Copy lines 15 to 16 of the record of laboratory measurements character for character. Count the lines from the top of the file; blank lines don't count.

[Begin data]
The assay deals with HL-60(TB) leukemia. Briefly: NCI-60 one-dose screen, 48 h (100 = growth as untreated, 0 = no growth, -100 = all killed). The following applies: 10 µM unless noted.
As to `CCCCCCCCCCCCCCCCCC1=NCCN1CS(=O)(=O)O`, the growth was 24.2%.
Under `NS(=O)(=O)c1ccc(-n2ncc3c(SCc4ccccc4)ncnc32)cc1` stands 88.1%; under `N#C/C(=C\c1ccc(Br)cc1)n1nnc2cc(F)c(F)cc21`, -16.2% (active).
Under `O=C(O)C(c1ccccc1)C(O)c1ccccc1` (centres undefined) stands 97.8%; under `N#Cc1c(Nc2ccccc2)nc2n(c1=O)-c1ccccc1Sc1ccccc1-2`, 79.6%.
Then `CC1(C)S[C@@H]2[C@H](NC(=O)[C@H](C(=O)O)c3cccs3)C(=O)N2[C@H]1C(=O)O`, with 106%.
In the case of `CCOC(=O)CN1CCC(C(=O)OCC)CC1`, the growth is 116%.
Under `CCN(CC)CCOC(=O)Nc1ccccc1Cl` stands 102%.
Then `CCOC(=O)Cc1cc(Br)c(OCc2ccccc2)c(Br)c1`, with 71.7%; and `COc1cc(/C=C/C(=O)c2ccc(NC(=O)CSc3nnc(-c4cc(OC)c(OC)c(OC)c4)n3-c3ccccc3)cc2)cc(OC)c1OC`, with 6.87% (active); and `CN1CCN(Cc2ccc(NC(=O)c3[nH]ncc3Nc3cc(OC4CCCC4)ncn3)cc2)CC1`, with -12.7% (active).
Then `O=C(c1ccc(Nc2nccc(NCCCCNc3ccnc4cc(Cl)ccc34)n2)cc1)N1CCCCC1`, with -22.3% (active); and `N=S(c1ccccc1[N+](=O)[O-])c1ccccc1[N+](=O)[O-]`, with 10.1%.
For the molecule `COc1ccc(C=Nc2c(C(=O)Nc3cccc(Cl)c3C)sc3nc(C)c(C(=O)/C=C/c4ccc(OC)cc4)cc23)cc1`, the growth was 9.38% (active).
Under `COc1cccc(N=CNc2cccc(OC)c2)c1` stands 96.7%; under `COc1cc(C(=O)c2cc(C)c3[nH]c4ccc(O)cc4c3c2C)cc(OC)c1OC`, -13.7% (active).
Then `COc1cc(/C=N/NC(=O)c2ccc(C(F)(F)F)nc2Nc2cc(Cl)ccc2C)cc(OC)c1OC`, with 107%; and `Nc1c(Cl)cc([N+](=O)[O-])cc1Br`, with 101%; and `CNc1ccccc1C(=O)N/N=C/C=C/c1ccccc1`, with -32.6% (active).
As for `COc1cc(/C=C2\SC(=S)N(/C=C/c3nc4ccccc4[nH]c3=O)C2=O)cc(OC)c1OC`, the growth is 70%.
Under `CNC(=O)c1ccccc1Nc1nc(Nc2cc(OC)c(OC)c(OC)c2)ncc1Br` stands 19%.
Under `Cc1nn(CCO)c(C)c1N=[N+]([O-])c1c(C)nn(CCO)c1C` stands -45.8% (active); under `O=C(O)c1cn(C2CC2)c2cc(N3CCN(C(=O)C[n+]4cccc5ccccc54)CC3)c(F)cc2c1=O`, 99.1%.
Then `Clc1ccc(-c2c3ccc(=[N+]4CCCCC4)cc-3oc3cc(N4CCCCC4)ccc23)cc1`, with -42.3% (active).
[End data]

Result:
Under `Cc1nn(CCO)c(C)c1N=[N+]([O-])c1c(C)nn(CCO)c1C` stands -45.8% (active); under `O=C(O)c1cn(C2CC2)c2cc(N3CCN(C(=O)C[n+]4cccc5ccccc54)CC3)c(F)cc2c1=O`, 99.1%.
Then `Clc1ccc(-c2c3ccc(=[N+]4CCCCC4)cc-3oc3cc(N4CCCCC4)ccc23)cc1`, with -42.3% (active).